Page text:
From London to Chicago and beyond, two significant topics are exciting the finest minds in trade finance. Those topics are the interplay between Fintech firms and banks, and the potential effects of Brexit. Both boil down to boundaries.
Attending the GTR US Trade and Working Capital Conference in Chicago, I experienced significant enthusiasm for trade digitisation and the role of Fintechs in bringing it to the fore. Predictably, some of the larger banks are expressing caution over the viability of the Fintech innovators. Exploring the challenges and opportunities in which Fintechs could make a difference in trade finance was the primary focus of discussions and the general agreement was that a clear gap for them to enter lays in the small and medium-sized sector.
Due to the weight of regulation and compliance, it is still difficult for banks to conduct business that turns a profit in this sector. The consensus is that FinTechs can step in with their alternative funding sources to supply the demand that banks find difficult to meet for small and medium-sized trading companies. Banks deem many of these smaller companies too small to warrant the amount of time needed to conduct all the necessary compliance checks.
Although heavily regulated, the established banks have a big role to play in developing partnerships with the Fintechs who use different platforms and are currently subject to much lighter-touch supervision. Combining the banks’ positions as trusted partners, intermediaries and sources of capital with the Fintechs’ separate streams of funding and technologically-driven new ways of operating is clearly the way forward.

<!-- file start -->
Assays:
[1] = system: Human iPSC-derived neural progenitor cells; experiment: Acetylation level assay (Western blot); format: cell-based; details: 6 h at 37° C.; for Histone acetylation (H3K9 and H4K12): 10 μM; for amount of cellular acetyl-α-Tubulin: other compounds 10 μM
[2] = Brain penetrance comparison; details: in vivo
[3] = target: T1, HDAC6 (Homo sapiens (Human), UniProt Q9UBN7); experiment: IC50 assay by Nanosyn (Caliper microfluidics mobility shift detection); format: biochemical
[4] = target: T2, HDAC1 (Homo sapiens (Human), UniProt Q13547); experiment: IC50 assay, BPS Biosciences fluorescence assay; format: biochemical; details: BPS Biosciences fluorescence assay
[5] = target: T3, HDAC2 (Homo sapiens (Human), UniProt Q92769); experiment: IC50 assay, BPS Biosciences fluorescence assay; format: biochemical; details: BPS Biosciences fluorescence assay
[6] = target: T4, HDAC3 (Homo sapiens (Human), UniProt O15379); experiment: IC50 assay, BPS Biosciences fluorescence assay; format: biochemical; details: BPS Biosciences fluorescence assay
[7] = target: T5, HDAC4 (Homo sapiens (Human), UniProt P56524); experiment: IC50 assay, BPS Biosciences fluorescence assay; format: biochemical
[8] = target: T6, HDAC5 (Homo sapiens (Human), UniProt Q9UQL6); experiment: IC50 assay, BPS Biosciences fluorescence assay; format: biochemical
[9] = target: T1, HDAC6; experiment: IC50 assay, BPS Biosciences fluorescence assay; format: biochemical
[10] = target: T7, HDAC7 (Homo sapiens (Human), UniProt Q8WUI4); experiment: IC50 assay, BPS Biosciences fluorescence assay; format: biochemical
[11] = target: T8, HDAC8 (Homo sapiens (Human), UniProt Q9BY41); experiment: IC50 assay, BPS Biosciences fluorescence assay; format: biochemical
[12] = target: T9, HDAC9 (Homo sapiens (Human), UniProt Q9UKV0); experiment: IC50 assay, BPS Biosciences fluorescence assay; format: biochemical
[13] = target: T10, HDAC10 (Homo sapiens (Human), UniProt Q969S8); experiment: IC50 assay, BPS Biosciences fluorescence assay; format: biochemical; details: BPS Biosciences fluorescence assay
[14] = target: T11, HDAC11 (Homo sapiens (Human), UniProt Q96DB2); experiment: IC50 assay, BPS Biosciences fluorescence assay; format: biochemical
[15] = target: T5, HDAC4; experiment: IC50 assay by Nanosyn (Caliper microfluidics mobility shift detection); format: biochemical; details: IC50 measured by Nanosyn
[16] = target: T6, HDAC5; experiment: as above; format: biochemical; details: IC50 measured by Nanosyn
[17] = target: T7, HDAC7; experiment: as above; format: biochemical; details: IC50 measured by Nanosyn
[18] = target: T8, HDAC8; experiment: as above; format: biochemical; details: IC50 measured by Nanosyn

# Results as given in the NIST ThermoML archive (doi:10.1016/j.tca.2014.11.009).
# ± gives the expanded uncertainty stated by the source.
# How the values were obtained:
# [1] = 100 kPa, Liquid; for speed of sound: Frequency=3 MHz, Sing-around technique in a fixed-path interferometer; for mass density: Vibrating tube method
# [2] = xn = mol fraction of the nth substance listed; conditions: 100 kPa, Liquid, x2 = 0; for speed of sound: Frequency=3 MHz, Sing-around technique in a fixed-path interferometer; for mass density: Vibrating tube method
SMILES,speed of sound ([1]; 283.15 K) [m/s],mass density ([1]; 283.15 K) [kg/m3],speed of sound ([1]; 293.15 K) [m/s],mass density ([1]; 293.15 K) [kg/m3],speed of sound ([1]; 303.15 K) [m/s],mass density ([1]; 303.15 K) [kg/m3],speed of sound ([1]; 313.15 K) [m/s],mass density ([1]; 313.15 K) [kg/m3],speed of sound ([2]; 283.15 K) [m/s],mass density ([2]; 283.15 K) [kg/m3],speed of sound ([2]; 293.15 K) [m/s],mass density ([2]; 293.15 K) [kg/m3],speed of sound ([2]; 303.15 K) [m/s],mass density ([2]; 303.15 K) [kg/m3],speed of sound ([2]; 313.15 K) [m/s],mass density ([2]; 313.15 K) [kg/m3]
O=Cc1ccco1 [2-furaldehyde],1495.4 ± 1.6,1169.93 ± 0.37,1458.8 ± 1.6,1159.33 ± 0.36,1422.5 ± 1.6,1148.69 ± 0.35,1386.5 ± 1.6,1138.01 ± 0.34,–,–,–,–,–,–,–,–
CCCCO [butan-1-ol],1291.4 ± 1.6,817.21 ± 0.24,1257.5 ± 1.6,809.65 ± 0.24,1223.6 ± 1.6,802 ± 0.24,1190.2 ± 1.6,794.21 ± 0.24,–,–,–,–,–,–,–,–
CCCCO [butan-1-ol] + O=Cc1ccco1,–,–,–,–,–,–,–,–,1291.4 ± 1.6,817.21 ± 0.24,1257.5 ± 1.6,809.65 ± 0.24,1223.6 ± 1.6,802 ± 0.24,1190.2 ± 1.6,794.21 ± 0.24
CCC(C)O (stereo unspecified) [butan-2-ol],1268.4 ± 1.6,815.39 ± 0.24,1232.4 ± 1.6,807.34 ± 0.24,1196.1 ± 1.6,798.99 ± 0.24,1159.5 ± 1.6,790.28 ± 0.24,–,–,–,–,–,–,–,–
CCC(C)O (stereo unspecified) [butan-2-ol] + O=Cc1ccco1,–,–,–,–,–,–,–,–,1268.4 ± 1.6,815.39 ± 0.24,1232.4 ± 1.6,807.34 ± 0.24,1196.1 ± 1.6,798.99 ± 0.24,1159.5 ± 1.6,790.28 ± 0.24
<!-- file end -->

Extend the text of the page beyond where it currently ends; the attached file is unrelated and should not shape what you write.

The big four
For such partnerships to work, there are four key requirements. Firstly, belief in the market opportunity on all sides, rather than a desire simply to exchange logos. Then there must be genuine compatibility in business models so that one-plus-one really will equal three.
The rewards must also be addressed to reflect what the partners are bringing and their level of input. Finally, appropriate resources must be dedicated to the project. A handful of larger trading corporates are already committed to partnerships in this field. Many banks are adopting digitised trade finance documentation platforms, encouraged by the enthusiasm of larger global trading businesses such as Cargill.
Navigating the Brexit boundaries
Here in the UK, views on these partnerships are substantially coloured by Brexit. Discussion at the UK Trade & Export Finance Conference in London certainly reflected that. Notwithstanding that our history of technological innovation in financial services goes back three decades, there are real concerns about our ability to continue on that path so easily if talent cannot travel across borders without hindrance.
The UK will require innovators to make a genuine success of the new open-banking regulations, allowing third parties access to payments infrastructure and customer data assets so they can develop payments and information services. This is not only a change in regulatory compliance, infrastructure and technology, but also a strategic and operational challenge. Meeting it requires meticulous execution and technological innovation at a time when our banks are still working hard to rebuild their reputations following the banking crisis.
There was still great enthusiasm for the UK’s continuing role as a centre for trade digitisation and financial technology innovation at both events with much praise for the benefits for small and medium-sized exporters. The general consensus is that banks and Fintechs can collaborate to assist these businesses in the high-value area of pre-shipment finance and through the use of data to trigger financing decisions.
Brexit does pose a risk to the forward momentum of these developments yet there is a certain grin-and-bear-it attitude. Those with talent and experience in international trade digitisation will find a solution. Digitisation will provide great rewards, provided we can collaborate effectively to grasp them.